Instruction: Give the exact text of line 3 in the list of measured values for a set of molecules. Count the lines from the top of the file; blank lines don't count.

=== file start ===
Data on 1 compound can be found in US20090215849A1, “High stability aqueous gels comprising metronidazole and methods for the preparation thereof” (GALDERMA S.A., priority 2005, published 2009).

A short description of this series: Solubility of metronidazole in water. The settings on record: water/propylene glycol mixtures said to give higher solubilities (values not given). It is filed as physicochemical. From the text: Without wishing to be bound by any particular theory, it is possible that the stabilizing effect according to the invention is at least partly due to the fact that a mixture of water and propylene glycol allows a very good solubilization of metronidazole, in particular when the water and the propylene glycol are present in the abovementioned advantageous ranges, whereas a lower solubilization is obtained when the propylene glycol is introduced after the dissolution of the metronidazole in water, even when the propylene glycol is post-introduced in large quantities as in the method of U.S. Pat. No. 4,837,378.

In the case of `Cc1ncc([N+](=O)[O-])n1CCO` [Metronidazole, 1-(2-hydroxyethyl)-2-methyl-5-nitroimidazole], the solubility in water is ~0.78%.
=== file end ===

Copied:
In the case of `Cc1ncc([N+](=O)[O-])n1CCO` [Metronidazole, 1-(2-hydroxyethyl)-2-methyl-5-nitroimidazole], the solubility in water is ~0.78%.